As mentioned above we used or considered helmets more at listening behind doors or to flip'm and boil Hoolish swamp water than in combat. Once or twice there may have been a protective effect when a goo or slime or something fell from above.
The baddest, raddest, goofiest helmet ever in my opinion is still the one Captain Kirk is wearing on the cover of Tomb of Horrors. Doesn't that thing have WINGS on it? Kirk and Magnum PI are about to take a shitstorm blast from the lich but that helmet makes me laugh every time.
I play that the helmet AC is the same as armor AC unless great helm, as you state, or no helm, again as above. Thus if you have leather armor it comes with a leather cap, fitted to the head, for example. This becomes important if you find magical headgear.ReplyDelete
I always found that rule weird, and I never did know how to handle split AC. Split AC seems to assume a called shot system where the shots automatically get to roll against the AC of that spot. All you need to know is what to aim at, and get a lower AC, just like the helmet rule. No one I know played that way, too, nor really knew what to do with AC 0, but the belly is AC 5 kind of stuff.ReplyDelete
To me the prima facie solution is to make not having a helmet equivalent to -1 to AC (or +1 or whatever you want to call it). Since armor classes for Seven Voyages of Zylarthen are akin to armor types and are thus "fixed", I made a rule that a natural roll of "7" indicates an automatic hit if the target is not wearing a helmet. (If the "7" would have hit anyway, then it does double damage.) This is only applied to player characters. Among other things, this minimizes bonus/penalty creep. Of course the rule makes things worse for Magic-Users and perhaps Thieves (though in Zylarthen Thieves can wear helmets), but I think that's acceptable.ReplyDelete
The only problem I have with the rule as written is that the consequences of a blow to an unhelmeted head are unclear. Instant death? Unconsciousness? Regular loss of hit points?ReplyDelete
Same as a normal hit (loss of HP).Delete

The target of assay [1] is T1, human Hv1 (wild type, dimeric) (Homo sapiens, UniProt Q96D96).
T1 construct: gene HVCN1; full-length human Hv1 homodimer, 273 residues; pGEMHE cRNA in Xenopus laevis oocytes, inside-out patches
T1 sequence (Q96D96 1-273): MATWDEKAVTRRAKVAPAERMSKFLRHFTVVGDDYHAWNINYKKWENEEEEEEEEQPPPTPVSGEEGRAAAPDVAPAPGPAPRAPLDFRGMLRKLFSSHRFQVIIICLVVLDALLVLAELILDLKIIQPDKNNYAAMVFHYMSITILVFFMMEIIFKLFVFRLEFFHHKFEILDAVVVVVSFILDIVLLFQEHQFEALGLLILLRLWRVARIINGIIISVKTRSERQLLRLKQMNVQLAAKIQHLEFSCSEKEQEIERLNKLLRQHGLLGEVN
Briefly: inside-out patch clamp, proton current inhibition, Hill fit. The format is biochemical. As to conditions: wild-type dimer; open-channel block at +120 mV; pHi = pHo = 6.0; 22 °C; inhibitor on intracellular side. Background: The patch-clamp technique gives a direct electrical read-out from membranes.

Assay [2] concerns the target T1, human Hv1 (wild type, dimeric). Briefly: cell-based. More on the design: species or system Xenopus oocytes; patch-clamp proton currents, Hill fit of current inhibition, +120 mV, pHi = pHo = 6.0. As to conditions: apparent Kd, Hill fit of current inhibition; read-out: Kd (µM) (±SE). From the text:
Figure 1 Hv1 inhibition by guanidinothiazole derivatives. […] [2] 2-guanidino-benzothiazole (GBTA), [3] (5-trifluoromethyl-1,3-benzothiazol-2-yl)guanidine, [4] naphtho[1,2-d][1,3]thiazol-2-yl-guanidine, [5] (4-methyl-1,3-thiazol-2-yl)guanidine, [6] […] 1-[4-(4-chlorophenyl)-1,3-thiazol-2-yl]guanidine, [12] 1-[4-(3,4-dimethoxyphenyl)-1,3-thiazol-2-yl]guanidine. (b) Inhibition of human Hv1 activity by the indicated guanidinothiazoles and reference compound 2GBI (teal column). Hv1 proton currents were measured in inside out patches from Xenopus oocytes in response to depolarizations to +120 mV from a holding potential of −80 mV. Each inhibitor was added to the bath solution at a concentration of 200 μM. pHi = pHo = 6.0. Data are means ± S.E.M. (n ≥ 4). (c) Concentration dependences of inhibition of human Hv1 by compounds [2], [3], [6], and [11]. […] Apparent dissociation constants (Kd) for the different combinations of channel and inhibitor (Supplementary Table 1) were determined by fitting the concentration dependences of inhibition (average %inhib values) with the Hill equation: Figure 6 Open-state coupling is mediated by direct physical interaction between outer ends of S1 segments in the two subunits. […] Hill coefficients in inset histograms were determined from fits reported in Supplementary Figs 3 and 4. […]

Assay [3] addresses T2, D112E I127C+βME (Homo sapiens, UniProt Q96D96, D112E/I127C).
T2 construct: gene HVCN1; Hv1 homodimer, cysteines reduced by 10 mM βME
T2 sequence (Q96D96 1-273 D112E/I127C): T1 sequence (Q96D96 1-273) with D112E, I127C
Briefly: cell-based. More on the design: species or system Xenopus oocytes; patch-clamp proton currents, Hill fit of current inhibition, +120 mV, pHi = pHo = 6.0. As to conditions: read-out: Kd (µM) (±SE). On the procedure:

I use the rule and I'll elaborate when I'm not on my phone.
I think that the lack of an aimed blow rule combines with the AD&D 1E rule that says you don't get to pick your target in melee, it is instead chosen randomly from the foes within 10 feet of your character. Combat is abstracted in a way that indicates your character's opportunities during the (minute long!) combat round, and already assumes that your character will be making the most of those opportunities available.ReplyDelete
The last time I bothered with helmets I kind of went the other way and made a helmet a flat +1 AC bonus (the drawback being impaired listening etc.). My other thought was, if playing "20 is a critical hit," the helmet makes just a regular hit (but is ruined, so like Alexander at Issus, you lose your helmet but keep your head).ReplyDelete
But the called shots thing always bothers me when I run a monster with variable AC, since it basically means that there are these select monsters where it matters where the players attack but every other encounter has told them it doesn't matter where you try to hit a The rule that targets are random, which Faoladh pointed out, is actually a great idea though I've never enforced it. But based on my very limited experience in general melees it seems pretty realistic -- you just attack what you can, when you can when it's not one-on-one.